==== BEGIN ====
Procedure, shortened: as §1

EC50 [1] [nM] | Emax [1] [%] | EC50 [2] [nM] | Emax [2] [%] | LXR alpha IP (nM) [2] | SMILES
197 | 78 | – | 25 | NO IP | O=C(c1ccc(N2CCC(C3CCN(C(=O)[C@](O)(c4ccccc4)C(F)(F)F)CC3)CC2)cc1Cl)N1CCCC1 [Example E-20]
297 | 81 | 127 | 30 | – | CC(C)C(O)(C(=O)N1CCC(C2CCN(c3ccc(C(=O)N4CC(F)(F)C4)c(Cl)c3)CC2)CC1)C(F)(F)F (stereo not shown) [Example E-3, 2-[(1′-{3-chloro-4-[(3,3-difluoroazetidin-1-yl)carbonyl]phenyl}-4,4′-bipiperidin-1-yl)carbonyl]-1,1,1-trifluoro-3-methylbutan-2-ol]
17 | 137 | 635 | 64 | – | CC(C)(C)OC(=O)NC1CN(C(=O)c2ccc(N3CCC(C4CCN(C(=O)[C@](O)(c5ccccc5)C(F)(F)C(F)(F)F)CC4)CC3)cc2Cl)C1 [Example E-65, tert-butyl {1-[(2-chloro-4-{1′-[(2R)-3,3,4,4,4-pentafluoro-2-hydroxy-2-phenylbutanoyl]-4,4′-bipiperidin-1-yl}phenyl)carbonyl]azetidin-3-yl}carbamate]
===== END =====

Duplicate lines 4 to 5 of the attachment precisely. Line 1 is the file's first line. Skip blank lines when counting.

297 | 81 | 127 | 30 | – | CC(C)C(O)(C(=O)N1CCC(C2CCN(c3ccc(C(=O)N4CC(F)(F)C4)c(Cl)c3)CC2)CC1)C(F)(F)F (stereo not shown) [Example E-3, 2-[(1′-{3-chloro-4-[(3,3-difluoroazetidin-1-yl)carbonyl]phenyl}-4,4′-bipiperidin-1-yl)carbonyl]-1,1,1-trifluoro-3-methylbutan-2-ol]
17 | 137 | 635 | 64 | – | CC(C)(C)OC(=O)NC1CN(C(=O)c2ccc(N3CCC(C4CCN(C(=O)[C@](O)(c5ccccc5)C(F)(F)C(F)(F)F)CC4)CC3)cc2Cl)C1 [Example E-65, tert-butyl {1-[(2-chloro-4-{1′-[(2R)-3,3,4,4,4-pentafluoro-2-hydroxy-2-phenylbutanoyl]-4,4′-bipiperidin-1-yl}phenyl)carbonyl]azetidin-3-yl}carbamate]